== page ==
Acid detergent fiber in forages and manure is composed of cellulose, lignin, and acid-insoluble ash (Van Soest et al. 1991). Forage ADF is typically composed of about 80% cellulose, with lignin ranging from about 11% in grasses to about 16% in alfalfa and 0.3–2.9% ash (Colburn and Evans 1967). Espinosa et al. (2017) reported that cereal straws (e.g., crop residues) are composed of 34–44% cellulose, 27–38% hemicellulose, 16–18% lignin and 6–9.5% ash. Any N that is sequestered in these plant cell wall fractions has low biological availability and tends to be recovered in ADF. Such N is a feature of fresh and stockpiled forages and has been attributed to the formation of complexes in the presence of tannins or to Maillard browning reactions caused by heating and drying (Licitra et al. 1996). In manure, lignin may directly or indirectly inhibit the decomposition of cellulose by competing for or releasing phenolic degradation products that inhibit hydrolytic enzyme activity. (Kim 2018; Liao et al. 2005). Lignin is considered to be insoluble (Naczk and Shahidi 2006; Pérez et al. 2002) and decomposes relatively slowly in soil contributing to stocks of recalcitrant soil organic matter especially as it becomes depolymerized and associated with mineral constituents (Angst et al. 2021). Acid insoluble ash in ADF may originate from biogenic mineral fractions and contamination from soil and dust and contain silica (Crocker et al. et al. 1998; Van Soest 1994).
Many studies have demonstrated that consumption of polyphenolic PSMs like tannins by cattle can increase N use efficiency, reduce enteric greenhouse gas emissions and shift the pattern of N excretion from urine to manure (Aboagye and Beauchemin 2019; Addisu 2016; Min et al. 2020; Orzuna-Orzuna et al. 2021; Waghorn and McNabb 2003). However, much less is known about potential effects of dietary simple PSMs, such as benzoic and cinnamic acid derivatives, on animal performance or manure quality. Manure contributions to soil fertility and organic matter are influenced by its composition, quantity, and patterns of distribution (Rayne and Aula 2020) and thus new information about the effects of simple PSMs on manure quality and quantity will be of great interest to producers seeking to benefit from combining crop and animal production (Archer et al. 2018; Sekaran et al. 2021). The direct and indirect linkages between consumption of PSMs and both animal and human health are increasingly appreciated and a focus of continuing research (Kumar and Goel 2019; Santana-Méridas et al. 2012; Tufarelli et al. 2017). Consequently there is growing consensus that an integrative approach for managing PSMs in agroecosystems is needed that will benefit humans, crops, livestock, and the soil (Clemensen et al. 2020; Iqbal et al. 2020).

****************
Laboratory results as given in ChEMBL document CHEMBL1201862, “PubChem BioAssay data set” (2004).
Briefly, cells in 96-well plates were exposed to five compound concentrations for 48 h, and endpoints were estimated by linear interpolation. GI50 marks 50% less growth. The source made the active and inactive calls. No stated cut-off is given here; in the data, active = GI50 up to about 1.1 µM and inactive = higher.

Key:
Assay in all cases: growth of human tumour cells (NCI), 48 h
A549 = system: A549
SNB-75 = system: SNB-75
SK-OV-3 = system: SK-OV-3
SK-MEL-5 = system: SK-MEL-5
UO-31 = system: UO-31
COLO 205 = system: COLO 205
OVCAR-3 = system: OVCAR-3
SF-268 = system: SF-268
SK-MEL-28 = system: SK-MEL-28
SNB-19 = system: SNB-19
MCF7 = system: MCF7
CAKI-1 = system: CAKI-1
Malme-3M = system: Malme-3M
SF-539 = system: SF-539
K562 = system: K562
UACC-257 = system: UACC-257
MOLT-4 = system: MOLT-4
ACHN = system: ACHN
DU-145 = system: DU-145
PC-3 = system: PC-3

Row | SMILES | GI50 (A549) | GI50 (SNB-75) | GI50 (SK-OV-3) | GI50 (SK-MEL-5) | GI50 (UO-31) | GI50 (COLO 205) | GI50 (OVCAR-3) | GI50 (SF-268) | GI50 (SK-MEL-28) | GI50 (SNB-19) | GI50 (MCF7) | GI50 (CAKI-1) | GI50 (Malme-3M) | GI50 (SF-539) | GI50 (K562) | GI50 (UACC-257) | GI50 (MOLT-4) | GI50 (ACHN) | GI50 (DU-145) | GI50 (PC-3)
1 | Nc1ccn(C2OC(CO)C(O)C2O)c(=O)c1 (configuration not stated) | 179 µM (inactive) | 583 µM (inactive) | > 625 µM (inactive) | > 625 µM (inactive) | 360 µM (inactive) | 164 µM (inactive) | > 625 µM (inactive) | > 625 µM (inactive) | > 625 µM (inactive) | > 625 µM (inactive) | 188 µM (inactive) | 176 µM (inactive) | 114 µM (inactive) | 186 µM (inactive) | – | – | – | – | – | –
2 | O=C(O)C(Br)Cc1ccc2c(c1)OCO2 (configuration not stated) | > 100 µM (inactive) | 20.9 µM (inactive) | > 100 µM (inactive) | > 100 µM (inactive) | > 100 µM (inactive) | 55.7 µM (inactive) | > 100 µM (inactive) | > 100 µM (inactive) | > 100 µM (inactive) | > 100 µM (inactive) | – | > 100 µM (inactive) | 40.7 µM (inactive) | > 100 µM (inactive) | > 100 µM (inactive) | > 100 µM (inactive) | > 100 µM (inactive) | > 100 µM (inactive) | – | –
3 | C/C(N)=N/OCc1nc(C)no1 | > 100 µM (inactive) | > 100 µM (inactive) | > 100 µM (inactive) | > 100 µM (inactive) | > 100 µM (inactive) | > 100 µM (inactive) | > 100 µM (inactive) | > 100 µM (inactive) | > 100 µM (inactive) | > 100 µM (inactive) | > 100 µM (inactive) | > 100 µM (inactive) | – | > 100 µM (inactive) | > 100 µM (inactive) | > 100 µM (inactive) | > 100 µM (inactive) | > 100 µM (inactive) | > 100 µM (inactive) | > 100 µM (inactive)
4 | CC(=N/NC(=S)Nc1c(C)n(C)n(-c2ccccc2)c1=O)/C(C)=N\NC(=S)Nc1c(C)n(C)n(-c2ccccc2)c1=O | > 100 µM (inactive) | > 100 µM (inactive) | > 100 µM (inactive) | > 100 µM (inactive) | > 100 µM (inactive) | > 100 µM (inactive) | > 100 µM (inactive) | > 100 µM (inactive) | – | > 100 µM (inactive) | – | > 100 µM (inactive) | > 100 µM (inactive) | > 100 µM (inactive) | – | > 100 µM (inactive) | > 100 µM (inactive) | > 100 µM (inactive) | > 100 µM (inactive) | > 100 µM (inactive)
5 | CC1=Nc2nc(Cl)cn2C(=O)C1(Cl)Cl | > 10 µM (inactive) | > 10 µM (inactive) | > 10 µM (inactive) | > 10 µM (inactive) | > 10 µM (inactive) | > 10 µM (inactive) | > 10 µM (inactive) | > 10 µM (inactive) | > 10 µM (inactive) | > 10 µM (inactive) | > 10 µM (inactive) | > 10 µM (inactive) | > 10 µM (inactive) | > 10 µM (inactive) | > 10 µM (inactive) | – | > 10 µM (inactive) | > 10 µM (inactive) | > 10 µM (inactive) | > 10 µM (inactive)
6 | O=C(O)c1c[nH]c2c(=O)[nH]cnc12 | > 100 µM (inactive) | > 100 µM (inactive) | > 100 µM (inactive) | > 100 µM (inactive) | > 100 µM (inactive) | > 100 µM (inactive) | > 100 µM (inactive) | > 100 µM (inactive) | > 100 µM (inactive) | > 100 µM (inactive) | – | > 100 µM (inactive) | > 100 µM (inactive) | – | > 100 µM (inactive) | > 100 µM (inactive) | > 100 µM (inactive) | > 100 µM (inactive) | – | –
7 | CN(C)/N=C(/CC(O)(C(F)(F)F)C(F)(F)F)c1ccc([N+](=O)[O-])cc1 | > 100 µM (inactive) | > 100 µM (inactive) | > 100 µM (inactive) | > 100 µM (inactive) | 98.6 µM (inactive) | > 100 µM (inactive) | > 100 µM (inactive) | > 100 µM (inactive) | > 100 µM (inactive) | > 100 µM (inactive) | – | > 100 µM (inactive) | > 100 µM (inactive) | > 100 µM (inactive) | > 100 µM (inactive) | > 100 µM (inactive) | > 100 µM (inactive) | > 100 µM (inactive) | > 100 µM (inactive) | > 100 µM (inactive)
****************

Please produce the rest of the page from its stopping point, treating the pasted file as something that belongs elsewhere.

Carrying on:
While many studies have focused on the effects of dietary PSMs on animal health and productivity, fewer have addressed their effects on manure composition (Halvorson et al. 2017; Ingold et al. 2015; Powell et al. 2009) or decomposition (Hao et al. 2011; Ingold et al. 2018, 2021; Powell et al. 2011). Notably, there is dearth of information regarding interactions between nondietary PSMs and excreted manure. Manure, deposited on a field directly by animals or applied mechanically to soil, could encounter phenolic compounds, originating from plant residues or microbial activity, that might impact its composition, rate of mineralization, and subsequent nutrient availability to plants. The objective of this study was to uncover evidence of interactions between simple phenolic plant secondary compounds and excreted manure. Based in part on previous observations we hypothesized that topical applications of benzoic and cinnamic acid derivatives would increase sorption of soluble N in manure to the insoluble ADF fraction. Since such simple phenolic acids are common in plants and soil, they would likely be encountered directly by grazing animals, as part of the diet, by deposited excreta and during composting (Cascant et al. 2016; Marchiosi et al. 2020; Salami et al. 2019; Strobel 2001).
Materials and methods
Feeding and manure collection